By Bob Thompson
Washington Post Staff Writer
Saturday, November 29, 2008
M.T.Anderson is defending the intelligence of teenagers, and he's getting quite worked up about it.
"It's insulting to believe that teens should have a different kind of book than an adult should," says the author of "Feed" and, most recently, "The Astonishing Life of Octavian Nothing, Traitor to the Nation." Teens like challenges, he says. They know the world is complicated, and "they can tell when a book is simplifying life."
And hey: "If we're going to ask our kids at age 18 to go off to war and die for their country, I don't see any problem with asking them at age 16 to think about what that might mean."
Anderson's attitude helps explain "Octavian Nothing," an ultra-challenging, two-volume young-adult novel that runs 900-plus pages and asks teen readers to contemplate the American Revolution from a wildly unfamiliar point of view. In case that's not challenging enough, he wrote it in "the particularly complex form of 18th-century English" that its title character would have used.
The first volume won a National Book Award in 2006. The second was published last month to further acclaim.
"I believe 'Octavian Nothing' will someday be recognized as a novel of the first rank, the kind of monumental work Italo Calvino called 'encyclopedic' in the way it sweeps up history into a comprehensive and deeply textured pattern," wrote an awed reviewer for the New York Times, tossing in references to Twain, Hawthorne and Melville for good measure.
Not bad for a guy whose first published book was a suburban vampire novel and whose second centered on teen love and fast food.
At 40, Anderson is technically a grown-up, but bring his hairline forward just a shade and he could pass for the hand-waving brainiac in your AP history class. Wearing a gray T-shirt and a three-day beard, he's chowing down in a distinctly non-scruffy Cambridge restaurant while trying to describe how his epic narrative took shape.
Octavian Nothing is an African American youth whose circumstances, as the first volume begins, could scarcely be more unusual.
He has fallen in with a peculiar group of Boston scientist-philosophers known as the Novanglian College of Lucidity. The Novanglians "devoted themselves to divining the secrets of the universe," as the young man writes in the journal that forms much of Anderson's novel. One of the secrets they're trying to divine -- by experimenting on Octavian -- is "whether the capacities of the African are equal to those of the European." To this end, they bestow upon him an elite education in the arts, sciences and classical languages.
Which would be paradise, except that his scholarly benefactors have neglected to mention that they own him.
"We love fantasy novels in which the characters think that they're peasants but turn out to be princes and kings," Anderson says. "So I thought, 'Well, I'm going to write a book in which someone believes that they're a prince or a king and then turns out to be a slave.' "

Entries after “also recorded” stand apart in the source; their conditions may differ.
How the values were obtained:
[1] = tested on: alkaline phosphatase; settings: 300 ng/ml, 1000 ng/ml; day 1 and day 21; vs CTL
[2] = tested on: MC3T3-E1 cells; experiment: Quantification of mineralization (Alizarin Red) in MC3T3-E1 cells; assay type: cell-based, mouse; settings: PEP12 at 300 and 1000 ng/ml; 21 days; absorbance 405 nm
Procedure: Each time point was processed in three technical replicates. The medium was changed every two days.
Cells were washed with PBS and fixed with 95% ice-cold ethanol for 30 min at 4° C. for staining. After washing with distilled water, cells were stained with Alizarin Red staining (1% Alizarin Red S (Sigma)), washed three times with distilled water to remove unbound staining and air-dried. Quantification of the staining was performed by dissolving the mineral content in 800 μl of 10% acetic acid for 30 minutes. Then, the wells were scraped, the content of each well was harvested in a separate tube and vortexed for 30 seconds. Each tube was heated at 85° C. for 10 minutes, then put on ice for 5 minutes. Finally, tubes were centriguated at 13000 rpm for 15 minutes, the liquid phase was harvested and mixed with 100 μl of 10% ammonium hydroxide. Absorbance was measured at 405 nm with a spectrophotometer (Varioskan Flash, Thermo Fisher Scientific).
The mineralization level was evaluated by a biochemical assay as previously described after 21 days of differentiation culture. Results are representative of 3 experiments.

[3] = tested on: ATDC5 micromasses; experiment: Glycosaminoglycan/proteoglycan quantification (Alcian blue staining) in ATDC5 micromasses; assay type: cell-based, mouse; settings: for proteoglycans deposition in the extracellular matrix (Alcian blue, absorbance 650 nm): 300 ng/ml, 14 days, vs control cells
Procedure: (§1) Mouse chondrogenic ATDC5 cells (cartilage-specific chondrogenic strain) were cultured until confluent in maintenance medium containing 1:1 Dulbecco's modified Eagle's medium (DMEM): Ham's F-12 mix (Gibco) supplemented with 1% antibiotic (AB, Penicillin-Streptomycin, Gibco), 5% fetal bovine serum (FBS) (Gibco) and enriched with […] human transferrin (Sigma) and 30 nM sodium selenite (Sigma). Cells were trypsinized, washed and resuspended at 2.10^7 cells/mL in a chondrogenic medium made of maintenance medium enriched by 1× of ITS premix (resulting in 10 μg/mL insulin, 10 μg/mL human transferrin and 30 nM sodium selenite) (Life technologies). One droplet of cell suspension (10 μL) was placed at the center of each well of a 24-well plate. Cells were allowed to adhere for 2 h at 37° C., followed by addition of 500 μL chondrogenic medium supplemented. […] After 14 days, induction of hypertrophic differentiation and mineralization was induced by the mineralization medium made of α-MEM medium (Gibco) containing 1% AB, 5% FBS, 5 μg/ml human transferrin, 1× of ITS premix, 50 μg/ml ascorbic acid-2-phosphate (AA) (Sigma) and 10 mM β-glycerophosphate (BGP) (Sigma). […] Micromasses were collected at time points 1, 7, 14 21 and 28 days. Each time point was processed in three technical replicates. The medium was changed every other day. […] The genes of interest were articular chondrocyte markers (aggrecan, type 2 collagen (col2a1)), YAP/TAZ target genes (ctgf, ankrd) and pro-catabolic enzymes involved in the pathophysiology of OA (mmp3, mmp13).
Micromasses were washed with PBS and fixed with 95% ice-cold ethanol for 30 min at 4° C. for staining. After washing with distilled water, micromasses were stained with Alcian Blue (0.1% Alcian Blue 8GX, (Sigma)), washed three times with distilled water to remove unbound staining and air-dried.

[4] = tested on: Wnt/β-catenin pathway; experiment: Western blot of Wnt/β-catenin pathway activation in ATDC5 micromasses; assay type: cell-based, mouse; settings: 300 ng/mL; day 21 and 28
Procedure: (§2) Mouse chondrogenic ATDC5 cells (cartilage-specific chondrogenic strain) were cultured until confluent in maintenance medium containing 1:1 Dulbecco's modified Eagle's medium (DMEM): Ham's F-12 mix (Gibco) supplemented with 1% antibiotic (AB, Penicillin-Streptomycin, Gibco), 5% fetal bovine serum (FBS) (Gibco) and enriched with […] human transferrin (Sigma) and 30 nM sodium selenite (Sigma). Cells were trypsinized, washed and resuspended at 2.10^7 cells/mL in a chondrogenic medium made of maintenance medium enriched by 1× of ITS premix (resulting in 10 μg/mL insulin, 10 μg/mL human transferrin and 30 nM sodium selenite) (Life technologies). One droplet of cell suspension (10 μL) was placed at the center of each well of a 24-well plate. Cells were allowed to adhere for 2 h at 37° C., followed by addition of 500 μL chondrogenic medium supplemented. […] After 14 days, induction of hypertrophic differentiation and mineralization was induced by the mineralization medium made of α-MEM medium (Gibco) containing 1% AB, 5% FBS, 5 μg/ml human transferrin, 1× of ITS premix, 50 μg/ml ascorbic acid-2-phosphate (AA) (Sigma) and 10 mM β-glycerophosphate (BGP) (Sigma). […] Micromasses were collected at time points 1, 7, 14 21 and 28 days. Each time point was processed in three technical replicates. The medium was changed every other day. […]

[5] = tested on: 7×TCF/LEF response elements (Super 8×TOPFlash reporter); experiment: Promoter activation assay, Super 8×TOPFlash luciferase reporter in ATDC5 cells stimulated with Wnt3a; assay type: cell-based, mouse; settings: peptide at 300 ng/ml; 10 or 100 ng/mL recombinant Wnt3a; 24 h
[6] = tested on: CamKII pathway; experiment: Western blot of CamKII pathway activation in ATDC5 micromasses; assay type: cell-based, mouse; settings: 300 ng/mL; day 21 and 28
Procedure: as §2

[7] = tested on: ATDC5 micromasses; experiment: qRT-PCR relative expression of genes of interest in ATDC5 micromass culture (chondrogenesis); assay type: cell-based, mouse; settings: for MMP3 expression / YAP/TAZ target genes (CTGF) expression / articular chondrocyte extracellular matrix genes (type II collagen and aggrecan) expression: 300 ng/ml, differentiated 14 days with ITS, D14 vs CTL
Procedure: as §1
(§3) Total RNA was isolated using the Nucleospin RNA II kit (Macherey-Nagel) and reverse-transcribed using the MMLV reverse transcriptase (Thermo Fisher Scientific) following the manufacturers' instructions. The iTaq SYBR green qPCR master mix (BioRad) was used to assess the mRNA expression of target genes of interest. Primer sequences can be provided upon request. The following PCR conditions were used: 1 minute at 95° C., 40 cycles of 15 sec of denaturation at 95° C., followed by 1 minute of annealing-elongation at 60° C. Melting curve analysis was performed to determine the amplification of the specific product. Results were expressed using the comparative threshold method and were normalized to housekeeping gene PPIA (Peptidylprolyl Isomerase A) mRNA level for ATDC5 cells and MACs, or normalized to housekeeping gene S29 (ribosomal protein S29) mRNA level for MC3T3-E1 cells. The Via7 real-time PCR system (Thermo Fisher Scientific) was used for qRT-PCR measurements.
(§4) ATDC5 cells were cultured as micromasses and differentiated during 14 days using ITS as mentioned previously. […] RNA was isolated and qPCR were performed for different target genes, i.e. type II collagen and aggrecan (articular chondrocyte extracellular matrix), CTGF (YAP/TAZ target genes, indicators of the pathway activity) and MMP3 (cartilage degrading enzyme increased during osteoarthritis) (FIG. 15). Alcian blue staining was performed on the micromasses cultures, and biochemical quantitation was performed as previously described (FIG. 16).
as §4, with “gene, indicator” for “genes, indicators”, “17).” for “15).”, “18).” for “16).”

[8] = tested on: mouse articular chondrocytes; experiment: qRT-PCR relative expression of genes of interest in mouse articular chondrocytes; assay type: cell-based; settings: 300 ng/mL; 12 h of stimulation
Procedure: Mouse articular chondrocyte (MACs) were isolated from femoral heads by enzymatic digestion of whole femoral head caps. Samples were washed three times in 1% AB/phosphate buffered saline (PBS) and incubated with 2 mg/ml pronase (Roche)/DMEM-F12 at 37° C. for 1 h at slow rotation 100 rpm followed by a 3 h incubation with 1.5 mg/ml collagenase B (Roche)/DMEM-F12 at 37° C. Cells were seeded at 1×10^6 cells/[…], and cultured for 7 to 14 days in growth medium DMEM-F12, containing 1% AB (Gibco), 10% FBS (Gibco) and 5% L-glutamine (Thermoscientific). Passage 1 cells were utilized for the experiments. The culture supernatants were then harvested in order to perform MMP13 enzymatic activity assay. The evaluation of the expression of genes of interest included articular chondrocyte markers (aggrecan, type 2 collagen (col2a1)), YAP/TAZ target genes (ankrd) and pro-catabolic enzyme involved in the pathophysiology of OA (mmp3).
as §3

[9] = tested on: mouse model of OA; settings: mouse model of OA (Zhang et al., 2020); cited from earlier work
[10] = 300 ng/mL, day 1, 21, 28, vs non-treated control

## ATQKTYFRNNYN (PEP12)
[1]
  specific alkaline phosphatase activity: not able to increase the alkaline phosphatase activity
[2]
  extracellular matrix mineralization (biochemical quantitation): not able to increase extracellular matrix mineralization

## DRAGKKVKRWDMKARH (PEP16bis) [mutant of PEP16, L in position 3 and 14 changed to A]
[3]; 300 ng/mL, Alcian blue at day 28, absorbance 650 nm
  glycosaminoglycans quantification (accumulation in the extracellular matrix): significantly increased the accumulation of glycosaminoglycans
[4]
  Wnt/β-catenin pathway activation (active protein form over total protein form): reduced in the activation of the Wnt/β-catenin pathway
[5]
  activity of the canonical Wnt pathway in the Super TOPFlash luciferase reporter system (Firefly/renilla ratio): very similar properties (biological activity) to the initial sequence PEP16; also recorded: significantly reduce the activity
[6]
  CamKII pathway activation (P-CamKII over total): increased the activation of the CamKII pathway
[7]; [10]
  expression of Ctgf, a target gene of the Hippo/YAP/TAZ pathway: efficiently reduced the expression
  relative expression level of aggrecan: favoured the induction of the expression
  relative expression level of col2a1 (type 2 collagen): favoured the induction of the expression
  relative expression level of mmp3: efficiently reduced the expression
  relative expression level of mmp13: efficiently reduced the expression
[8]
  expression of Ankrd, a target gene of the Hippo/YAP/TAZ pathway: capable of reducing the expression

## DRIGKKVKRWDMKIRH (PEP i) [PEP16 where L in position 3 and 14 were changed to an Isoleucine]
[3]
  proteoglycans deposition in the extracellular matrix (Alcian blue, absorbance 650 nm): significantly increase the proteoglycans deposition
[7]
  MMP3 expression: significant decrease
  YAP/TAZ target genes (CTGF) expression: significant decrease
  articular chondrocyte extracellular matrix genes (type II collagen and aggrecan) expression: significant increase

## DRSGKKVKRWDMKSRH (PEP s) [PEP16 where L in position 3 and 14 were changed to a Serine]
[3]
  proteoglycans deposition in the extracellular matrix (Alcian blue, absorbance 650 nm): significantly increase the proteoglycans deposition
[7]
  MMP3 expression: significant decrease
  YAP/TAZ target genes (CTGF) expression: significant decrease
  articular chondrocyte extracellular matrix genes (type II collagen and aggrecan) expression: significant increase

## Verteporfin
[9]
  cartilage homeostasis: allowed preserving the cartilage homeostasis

But that was just one of the fragmentary notions "floating around in my head," he says, that came together in "Octavian Nothing."
Another originated in his Massachusetts childhood. His home town, Stow, had dispatched Minutemen to oppose the British troops who marched on Lexington and Concord. Still drawn to that history as an adult, he attended a battle reenactment and found himself wondering: How would it feel if you had to choose, without benefit of hindsight, between loyalty and revolution?
A third fragment was the true story he'd heard about "a young Jamaican named Francis Williams," who, in the 18th century, was enrolled in an English university by a patron interested in testing his mental capacities. A fourth was the equally true description he encountered of an 18th-century "pox party," a bizarre gathering in which physicians infected revelers with a mild form of smallpox in the hope that they would become immune.
Finally, there was the heart-rending story of Lord Dunmore's Royal Ethiopian Regiment, an army of runaway slaves recruited in 1775 by the royal governor of Virginia.
Dunmore offered emancipation to any rebel-owned slaves who would fight on the British side. This "diabolical scheme," as George Washington called it, threatened to make the governor "the most formidable enemy America has." In Anderson's second volume, Octavian -- having fled the Novanglians and briefly thrown in his lot with some Patriot freedom fighters -- heads south to join Dunmore and fight for freedom of a different kind.
The Royal Ethiopians, Anderson says, are "an incredible story that cannot be done total justice by a historian." Each black soldier had a unique tale of flight, adventure and travail, but their individual lives are undocumented. Thus as he created their fictional counterparts -- Isaac the Joiner, a carpenter called to preach but forbidden by his master to do so, or Olakunde, a teller of mesmerizing tales from the African homeland -- he felt a huge responsibility to "reproduce lives that were very, very possible."
Anderson felt this responsibility so strongly that he couldn't play down the Ethiopian Regiment's grim fate: military defeat and a murderous smallpox epidemic. Otherwise, he'd have been doing a disservice to "people who had lived through the most incredible kind of heroism."